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Sunday, December 16, 2012

Tax rates and economic growth

Recently there has been some drama around a Congressional Research Service (CRS) report issued in September 2012 that reported that a reduction in tax rates does not correlate with economic growth. The drama was around whether Republicans forced the report to be pulled.  See a New York Times article, "Nonpartisan Tax Report Withdrawn After G.O.P. Protest," by Weisman, 11/1/12. Bruce Bartlett also has an article in Tax Notes (11/26/12) about the drama, noting how the questioning of the report just brought more attention to it that it would have otherwise have received.

The CRS report has now been reissued - Taxes and the Economy: An Economic Analysis of the Top Tax Rates Since 1945 (Updated), by Hungerford, 12/12/12. It reaches the same conclusion.  Here is an excerpt from the report:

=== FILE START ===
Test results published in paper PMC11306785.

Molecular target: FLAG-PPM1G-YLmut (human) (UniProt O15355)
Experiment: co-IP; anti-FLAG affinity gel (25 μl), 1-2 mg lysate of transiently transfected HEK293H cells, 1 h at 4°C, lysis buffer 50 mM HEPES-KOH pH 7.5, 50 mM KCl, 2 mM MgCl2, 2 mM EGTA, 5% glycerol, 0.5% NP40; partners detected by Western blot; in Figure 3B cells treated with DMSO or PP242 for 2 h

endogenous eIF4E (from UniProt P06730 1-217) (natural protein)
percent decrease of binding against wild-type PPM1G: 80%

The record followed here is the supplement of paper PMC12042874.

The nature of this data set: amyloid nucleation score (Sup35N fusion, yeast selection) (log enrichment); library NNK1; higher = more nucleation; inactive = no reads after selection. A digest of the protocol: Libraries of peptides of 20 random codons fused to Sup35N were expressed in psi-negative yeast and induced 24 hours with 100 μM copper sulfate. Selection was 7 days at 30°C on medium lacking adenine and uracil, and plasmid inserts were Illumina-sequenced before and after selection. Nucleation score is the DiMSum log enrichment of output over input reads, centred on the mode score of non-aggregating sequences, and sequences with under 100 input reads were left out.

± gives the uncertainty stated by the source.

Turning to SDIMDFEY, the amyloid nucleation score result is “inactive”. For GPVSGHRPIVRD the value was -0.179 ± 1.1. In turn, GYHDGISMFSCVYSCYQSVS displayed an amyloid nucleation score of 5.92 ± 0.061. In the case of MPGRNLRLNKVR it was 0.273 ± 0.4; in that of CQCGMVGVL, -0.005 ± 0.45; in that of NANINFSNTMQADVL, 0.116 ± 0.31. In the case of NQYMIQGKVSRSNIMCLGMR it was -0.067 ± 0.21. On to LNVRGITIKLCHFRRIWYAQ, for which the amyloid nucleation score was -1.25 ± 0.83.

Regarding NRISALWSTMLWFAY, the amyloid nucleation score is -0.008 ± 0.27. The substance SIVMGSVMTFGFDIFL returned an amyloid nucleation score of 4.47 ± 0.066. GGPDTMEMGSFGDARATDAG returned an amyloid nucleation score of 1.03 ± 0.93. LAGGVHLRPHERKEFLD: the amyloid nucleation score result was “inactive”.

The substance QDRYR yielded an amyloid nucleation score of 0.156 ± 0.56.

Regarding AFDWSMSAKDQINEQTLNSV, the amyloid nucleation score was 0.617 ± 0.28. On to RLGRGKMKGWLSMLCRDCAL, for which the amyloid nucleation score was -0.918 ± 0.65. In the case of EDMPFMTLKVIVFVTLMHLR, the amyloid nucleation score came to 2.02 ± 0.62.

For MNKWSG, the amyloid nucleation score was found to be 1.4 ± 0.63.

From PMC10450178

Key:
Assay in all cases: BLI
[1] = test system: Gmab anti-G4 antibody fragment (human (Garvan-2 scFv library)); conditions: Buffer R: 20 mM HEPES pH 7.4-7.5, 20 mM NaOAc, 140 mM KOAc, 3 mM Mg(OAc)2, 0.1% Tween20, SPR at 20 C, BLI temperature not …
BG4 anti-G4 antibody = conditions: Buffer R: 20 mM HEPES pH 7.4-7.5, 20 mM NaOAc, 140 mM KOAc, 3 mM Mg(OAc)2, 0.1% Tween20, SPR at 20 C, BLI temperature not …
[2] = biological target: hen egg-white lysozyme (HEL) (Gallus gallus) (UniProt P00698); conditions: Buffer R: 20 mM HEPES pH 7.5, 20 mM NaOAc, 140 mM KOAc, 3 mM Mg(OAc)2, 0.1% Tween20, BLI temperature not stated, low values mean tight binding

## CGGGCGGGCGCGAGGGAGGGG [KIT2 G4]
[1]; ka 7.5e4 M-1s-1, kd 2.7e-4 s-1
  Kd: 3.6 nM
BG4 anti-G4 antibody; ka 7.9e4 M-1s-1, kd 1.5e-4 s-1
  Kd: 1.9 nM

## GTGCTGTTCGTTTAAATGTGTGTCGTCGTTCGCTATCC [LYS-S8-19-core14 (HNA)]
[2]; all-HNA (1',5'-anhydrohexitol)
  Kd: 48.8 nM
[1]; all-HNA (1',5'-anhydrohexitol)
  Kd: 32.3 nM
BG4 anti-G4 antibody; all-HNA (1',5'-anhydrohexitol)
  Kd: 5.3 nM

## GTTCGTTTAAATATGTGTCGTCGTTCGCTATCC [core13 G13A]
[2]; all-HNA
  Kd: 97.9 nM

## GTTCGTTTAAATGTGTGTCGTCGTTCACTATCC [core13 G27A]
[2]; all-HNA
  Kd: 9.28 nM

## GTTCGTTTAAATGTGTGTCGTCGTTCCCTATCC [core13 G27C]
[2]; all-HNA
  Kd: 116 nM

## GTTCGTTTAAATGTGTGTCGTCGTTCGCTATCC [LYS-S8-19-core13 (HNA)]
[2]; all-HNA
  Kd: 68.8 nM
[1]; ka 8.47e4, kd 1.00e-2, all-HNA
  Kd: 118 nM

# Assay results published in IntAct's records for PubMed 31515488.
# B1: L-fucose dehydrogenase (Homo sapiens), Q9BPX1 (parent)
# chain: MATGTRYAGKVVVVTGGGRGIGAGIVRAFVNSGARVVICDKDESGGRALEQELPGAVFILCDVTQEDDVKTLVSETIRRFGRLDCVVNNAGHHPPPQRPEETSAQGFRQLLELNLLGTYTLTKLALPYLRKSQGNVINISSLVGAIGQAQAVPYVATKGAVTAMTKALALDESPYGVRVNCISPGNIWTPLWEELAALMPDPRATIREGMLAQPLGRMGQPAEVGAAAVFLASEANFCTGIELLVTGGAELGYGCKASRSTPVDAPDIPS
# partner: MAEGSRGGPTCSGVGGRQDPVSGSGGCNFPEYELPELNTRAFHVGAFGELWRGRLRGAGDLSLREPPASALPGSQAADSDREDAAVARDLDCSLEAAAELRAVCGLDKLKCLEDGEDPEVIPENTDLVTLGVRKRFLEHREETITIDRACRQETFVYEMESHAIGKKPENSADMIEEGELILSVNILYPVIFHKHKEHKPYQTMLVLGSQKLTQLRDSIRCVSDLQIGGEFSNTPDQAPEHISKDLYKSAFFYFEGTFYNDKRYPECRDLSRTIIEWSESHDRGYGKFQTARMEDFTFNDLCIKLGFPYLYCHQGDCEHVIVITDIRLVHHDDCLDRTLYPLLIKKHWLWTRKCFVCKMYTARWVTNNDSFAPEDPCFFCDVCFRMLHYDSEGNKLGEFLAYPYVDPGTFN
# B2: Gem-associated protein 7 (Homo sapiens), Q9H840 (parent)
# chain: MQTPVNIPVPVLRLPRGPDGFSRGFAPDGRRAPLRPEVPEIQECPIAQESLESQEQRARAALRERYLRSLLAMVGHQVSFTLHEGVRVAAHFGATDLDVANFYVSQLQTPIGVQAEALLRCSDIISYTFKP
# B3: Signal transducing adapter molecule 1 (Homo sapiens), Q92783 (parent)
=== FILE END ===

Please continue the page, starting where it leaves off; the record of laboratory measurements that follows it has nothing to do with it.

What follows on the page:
"The results of the analysis in this report suggest that changes over the past 65 years in the top marginal tax rate and the top capital gains tax rate do not appear correlated with economic growth. The reduction in the top statutory tax rates appears to be uncorrelated with saving, investment, and productivity growth. The top tax rates appear to have little or no relation to the size of the economic pie. But as a small proportion of taxpayers are affected by changes in the top statutory tax rates, this finding is not unexpected.

However, the top tax rate reductions appear to be correlated with the increasing concentration of income at the top of the income distribution. As measured by IRS data, the share of income accruing to the top 0.1% of U.S. families increased from 4.2% in 1945 to 12.3% by 2007 before falling to 9.2% due to the 2007-2009 recession. At the same time, the average tax rate paid by the top 0.1% fell from over 50% in 1945 to about 25% in 2009. The statistical analysis in this report suggests that tax policy could be related to how the economic pie is sliced—lower top tax rates may be associated with greater income disparities."

Query - Will this be addressed in the debate as to whether none, 98% or 100% of individuals should have the 2001/2003 tax cuts extended?

What do you think?

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